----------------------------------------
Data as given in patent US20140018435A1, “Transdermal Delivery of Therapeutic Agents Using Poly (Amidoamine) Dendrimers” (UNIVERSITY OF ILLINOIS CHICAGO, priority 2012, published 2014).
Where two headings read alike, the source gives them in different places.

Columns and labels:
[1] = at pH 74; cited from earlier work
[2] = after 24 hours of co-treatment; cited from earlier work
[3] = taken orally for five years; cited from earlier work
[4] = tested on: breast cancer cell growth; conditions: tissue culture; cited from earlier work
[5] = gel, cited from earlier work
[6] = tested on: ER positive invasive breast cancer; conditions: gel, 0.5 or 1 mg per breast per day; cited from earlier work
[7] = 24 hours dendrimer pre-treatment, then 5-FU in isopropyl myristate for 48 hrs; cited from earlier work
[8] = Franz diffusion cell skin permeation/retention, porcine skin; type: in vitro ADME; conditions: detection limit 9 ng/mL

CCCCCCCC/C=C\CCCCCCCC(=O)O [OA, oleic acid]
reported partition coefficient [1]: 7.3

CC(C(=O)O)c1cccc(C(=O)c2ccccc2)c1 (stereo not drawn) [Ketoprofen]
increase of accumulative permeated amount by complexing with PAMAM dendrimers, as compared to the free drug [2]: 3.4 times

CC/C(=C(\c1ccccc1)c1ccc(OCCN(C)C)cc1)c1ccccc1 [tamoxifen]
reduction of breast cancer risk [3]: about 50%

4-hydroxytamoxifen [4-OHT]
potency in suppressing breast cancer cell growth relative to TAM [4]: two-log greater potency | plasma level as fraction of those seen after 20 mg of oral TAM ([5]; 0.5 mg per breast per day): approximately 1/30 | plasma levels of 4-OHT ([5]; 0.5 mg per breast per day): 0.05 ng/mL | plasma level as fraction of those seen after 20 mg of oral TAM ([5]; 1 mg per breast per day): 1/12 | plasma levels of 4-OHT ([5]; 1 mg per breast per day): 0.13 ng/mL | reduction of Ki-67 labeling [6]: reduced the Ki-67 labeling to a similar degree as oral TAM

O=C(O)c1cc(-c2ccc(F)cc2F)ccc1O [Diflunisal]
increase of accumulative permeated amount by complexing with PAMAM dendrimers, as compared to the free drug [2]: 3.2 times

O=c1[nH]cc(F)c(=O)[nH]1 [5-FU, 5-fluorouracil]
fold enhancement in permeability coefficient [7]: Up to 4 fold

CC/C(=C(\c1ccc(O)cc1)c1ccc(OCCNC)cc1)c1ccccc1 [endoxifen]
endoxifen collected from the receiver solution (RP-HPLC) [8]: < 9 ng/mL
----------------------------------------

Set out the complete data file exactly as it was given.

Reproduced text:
Data as given in patent US20140018435A1, “Transdermal Delivery of Therapeutic Agents Using Poly (Amidoamine) Dendrimers” (UNIVERSITY OF ILLINOIS CHICAGO, priority 2012, published 2014).
Where two headings read alike, the source gives them in different places.

Columns and labels:
[1] = at pH 74; cited from earlier work
[2] = after 24 hours of co-treatment; cited from earlier work
[3] = taken orally for five years; cited from earlier work
[4] = tested on: breast cancer cell growth; conditions: tissue culture; cited from earlier work
[5] = gel, cited from earlier work
[6] = tested on: ER positive invasive breast cancer; conditions: gel, 0.5 or 1 mg per breast per day; cited from earlier work
[7] = 24 hours dendrimer pre-treatment, then 5-FU in isopropyl myristate for 48 hrs; cited from earlier work
[8] = Franz diffusion cell skin permeation/retention, porcine skin; type: in vitro ADME; conditions: detection limit 9 ng/mL

CCCCCCCC/C=C\CCCCCCCC(=O)O [OA, oleic acid]
reported partition coefficient [1]: 7.3

CC(C(=O)O)c1cccc(C(=O)c2ccccc2)c1 (stereo not drawn) [Ketoprofen]
increase of accumulative permeated amount by complexing with PAMAM dendrimers, as compared to the free drug [2]: 3.4 times

CC/C(=C(\c1ccccc1)c1ccc(OCCN(C)C)cc1)c1ccccc1 [tamoxifen]
reduction of breast cancer risk [3]: about 50%

4-hydroxytamoxifen [4-OHT]
potency in suppressing breast cancer cell growth relative to TAM [4]: two-log greater potency | plasma level as fraction of those seen after 20 mg of oral TAM ([5]; 0.5 mg per breast per day): approximately 1/30 | plasma levels of 4-OHT ([5]; 0.5 mg per breast per day): 0.05 ng/mL | plasma level as fraction of those seen after 20 mg of oral TAM ([5]; 1 mg per breast per day): 1/12 | plasma levels of 4-OHT ([5]; 1 mg per breast per day): 0.13 ng/mL | reduction of Ki-67 labeling [6]: reduced the Ki-67 labeling to a similar degree as oral TAM

O=C(O)c1cc(-c2ccc(F)cc2F)ccc1O [Diflunisal]
increase of accumulative permeated amount by complexing with PAMAM dendrimers, as compared to the free drug [2]: 3.2 times

O=c1[nH]cc(F)c(=O)[nH]1 [5-FU, 5-fluorouracil]
fold enhancement in permeability coefficient [7]: Up to 4 fold

CC/C(=C(\c1ccc(O)cc1)c1ccc(OCCNC)cc1)c1ccccc1 [endoxifen]
endoxifen collected from the receiver solution (RP-HPLC) [8]: < 9 ng/mL